The Style pane controls formatting for an entire component, that is, an entire drawing, labels component, or images. Style settings include choices of colors and symbology in drawings, fonts and sizes in labels layers and choices of channels and other display attributes within images.
For drawings and labels, the style pane allows us to display characteristics in a fixed way or to specify how the values in a field can dynamically vary display characteristics for each record, a process known as thematic formatting in GIS. Style overrides, found in the Style pane's Options tab for drawings and labels, provide controls that allow individual objects or labels to ignore the overall Style properties for the layer and instead to use their own, individual styles.
We can switch to the Style pane by clicking its tab if it is open, by choosing Style in the View - Panes menu, or by using the keyboard shortcut Ctrl+6.
Shift-click the pane's name tab to undock the pane. Shift-click the title bar to dock it again, or right-click the title bar and choose Dock. An undocked pane can be resized and moved anywhere on our Windows desktop. Close a docked pane by choosing its tab and then pressing the X button to close. Close an undocked pane by right-clicking the title bar and choosing Close.
When working with undocked Style panes, we should size the pane to provide more vertical room when working with thematic formats.
Choosing the Style pane we can click on one of the Style properties, such as Fill Color for areas, to see the formatting being applied.
We can change the style, for example, by reversing the palette and by changing the Fill method from closest lower value to interpolate. We press Update Style and the new formatting will be immediately applied. As we work with different windows and different layers the Style pane will automatically adapt to show the formatting in use for the active window and layer.
The appearance of the Style dialog varies depending on the component type, drawings or labels, or images, for which it was opened. For step by step instructions and illustrations see the relevant Style topics:
Use a field to control style properties.
How to override a layer's Style properties to apply different style properties to individual objects in drawings or to individual labels.
Details on style dialogs for areas in drawings, with illustrated examples.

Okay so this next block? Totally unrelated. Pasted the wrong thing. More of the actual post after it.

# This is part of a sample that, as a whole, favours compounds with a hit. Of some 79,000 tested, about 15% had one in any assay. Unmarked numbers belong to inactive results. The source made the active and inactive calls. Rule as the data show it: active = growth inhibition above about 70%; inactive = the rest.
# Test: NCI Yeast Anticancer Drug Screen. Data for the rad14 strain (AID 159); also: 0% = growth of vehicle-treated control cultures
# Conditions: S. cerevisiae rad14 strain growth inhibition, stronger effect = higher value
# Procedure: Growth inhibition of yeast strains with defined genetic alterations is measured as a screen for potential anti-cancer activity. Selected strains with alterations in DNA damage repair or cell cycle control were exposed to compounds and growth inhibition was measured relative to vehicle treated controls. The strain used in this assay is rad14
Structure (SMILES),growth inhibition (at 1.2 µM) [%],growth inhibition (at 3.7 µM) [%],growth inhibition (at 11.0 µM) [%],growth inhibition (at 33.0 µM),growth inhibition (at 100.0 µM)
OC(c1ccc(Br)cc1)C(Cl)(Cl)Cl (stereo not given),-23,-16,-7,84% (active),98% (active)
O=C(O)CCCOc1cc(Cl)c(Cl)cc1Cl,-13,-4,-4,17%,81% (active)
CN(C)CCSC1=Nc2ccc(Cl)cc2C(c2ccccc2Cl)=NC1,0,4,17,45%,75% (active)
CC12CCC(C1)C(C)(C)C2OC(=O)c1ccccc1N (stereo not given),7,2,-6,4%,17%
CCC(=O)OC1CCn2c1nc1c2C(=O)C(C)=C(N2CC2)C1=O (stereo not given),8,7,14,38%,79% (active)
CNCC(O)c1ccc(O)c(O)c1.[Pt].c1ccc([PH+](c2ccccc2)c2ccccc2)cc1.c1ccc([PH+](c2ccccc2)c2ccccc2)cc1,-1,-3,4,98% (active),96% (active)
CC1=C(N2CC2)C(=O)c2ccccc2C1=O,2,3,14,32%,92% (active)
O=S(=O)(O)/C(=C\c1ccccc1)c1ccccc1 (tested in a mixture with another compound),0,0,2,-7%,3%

Details on style dialogs for lines in drawings. Similar controls also appear with areas for effects such as inner and outer border lines.
Details on style dialogs for points in drawings, with illustrated examples.
How to use bitmap images within point styles and area styles.
Topics discussing details of various Style capabilities
Example - For a detailed example, see the Example: Style Pane Quickstart topic, which provides a step-by-step, tutorial introduction to using the Style pane to apply color, symbology, size and rotation to areas, lines and points in drawings.
Selection commands - Many of the same keyboard shortcut selection commands that work in tables work in various panes that show rows of items such as the Layers pane or interval rows in the Style pane when doing thematic formatting.
Ctrl-A selects all rows.
Ctrl-I inverts the selection, deselecting those rows that were selected and selecting those that were not selected.
Ctrl-click the row handle for a row to toggle selection for that the row. Ctrl-click selects an unselected row, and deselects a selected row.
To Select None from the keyboard, do a Ctrl-A followed by a Ctrl-I.
User Interface Basics
Example: Layers Tutorial - We take a tour of the Layers pane, learning how to manage layer display order, select layers, turn several layers on and off at the same time, alter opacity settings for one or more layers and how to change background color.
Example: Style Pane Quickstart - A tutorial introduction to using the Style pane in the Contents pane to apply color, symbology, size and rotation to areas, lines and points in drawings.
Example: Format a Drawing using the Style Pane - In this example we provide a first, step by step look at how to format areas in a drawing using the Style pane. We can specify the same formatting for all areas or use a field to automatically set formatting, a process usually known as thematic formatting.